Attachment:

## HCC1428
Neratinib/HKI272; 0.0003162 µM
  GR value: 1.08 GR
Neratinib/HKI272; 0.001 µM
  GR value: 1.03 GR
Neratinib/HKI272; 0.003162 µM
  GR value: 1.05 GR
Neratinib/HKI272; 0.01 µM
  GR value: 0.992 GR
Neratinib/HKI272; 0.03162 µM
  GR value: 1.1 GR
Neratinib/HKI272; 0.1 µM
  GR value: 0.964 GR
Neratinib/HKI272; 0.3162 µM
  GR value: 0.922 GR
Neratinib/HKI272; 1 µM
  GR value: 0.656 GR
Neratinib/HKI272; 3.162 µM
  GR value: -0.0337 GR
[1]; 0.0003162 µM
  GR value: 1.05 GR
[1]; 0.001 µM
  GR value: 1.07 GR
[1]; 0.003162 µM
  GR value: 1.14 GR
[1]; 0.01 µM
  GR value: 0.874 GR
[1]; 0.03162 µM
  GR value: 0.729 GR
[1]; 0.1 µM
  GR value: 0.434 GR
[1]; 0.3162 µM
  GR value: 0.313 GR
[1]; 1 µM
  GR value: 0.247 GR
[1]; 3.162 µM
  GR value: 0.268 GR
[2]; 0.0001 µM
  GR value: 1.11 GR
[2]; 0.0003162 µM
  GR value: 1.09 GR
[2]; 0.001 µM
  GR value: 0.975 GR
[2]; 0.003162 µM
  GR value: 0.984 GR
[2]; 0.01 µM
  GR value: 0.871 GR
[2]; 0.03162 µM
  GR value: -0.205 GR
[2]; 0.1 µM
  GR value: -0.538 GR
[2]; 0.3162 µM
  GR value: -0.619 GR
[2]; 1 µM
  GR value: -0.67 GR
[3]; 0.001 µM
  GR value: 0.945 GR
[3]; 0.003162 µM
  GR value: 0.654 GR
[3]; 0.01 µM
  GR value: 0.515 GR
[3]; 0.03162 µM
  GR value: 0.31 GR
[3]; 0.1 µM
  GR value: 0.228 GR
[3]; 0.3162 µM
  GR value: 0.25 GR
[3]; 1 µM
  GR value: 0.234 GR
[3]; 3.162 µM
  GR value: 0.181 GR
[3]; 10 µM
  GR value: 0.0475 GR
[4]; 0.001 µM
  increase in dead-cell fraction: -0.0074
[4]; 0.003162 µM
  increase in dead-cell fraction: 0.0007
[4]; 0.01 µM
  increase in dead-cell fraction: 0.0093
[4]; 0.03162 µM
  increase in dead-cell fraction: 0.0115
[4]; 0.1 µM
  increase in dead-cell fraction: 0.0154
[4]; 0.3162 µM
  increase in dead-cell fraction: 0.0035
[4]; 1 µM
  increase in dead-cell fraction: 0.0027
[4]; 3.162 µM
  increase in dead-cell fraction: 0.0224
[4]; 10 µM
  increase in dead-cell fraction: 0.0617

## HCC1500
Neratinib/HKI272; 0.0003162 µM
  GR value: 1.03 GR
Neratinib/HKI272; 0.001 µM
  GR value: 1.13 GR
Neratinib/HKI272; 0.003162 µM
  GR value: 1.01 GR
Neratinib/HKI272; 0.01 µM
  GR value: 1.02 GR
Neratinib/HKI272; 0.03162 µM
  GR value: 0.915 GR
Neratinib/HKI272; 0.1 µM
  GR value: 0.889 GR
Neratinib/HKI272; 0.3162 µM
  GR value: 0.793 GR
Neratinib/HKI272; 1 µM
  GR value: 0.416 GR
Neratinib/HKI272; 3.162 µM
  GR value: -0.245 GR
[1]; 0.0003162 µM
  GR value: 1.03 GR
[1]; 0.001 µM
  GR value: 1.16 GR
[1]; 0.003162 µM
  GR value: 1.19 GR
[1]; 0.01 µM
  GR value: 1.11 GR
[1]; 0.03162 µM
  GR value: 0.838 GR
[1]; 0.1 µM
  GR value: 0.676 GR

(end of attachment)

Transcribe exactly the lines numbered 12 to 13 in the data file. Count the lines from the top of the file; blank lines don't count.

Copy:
Neratinib/HKI272; 0.1 µM
  GR value: 0.964 GR